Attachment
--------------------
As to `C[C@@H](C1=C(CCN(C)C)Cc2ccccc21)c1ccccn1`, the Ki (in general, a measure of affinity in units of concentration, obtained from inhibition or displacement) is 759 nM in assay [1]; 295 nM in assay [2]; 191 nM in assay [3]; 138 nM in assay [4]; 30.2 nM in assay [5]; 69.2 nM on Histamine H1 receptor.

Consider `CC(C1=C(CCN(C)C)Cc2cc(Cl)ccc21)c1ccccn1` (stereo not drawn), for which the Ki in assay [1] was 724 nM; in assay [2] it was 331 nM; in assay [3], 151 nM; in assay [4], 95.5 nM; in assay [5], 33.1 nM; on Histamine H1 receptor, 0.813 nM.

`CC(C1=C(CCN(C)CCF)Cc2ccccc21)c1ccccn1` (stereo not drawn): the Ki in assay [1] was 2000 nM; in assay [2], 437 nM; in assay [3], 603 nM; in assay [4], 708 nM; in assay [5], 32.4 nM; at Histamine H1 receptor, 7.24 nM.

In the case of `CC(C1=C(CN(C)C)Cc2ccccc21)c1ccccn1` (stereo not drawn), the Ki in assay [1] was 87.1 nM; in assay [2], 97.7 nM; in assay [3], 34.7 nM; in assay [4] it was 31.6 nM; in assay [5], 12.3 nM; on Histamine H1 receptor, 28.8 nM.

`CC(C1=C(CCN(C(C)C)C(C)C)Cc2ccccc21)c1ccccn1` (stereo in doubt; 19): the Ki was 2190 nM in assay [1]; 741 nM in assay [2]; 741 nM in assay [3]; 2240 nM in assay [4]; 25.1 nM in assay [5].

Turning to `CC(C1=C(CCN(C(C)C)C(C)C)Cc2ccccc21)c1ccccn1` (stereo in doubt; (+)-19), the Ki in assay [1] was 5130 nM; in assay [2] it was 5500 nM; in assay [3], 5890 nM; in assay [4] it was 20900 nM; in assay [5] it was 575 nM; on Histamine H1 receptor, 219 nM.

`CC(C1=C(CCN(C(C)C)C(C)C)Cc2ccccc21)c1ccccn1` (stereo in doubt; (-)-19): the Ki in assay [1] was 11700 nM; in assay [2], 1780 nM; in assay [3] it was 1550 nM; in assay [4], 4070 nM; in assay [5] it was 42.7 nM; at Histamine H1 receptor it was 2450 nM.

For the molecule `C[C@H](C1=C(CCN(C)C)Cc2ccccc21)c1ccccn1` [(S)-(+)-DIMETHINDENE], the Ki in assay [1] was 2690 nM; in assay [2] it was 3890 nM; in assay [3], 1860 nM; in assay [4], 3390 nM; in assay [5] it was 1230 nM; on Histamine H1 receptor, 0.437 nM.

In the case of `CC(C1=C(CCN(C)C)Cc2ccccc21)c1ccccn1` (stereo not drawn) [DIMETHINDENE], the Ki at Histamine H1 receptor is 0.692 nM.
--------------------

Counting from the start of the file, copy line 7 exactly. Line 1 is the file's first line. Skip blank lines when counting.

`CC(C1=C(CCN(C(C)C)C(C)C)Cc2ccccc21)c1ccccn1` (stereo in doubt; (-)-19): the Ki in assay [1] was 11700 nM; in assay [2], 1780 nM; in assay [3] it was 1550 nM; in assay [4], 4070 nM; in assay [5] it was 42.7 nM; at Histamine H1 receptor it was 2450 nM.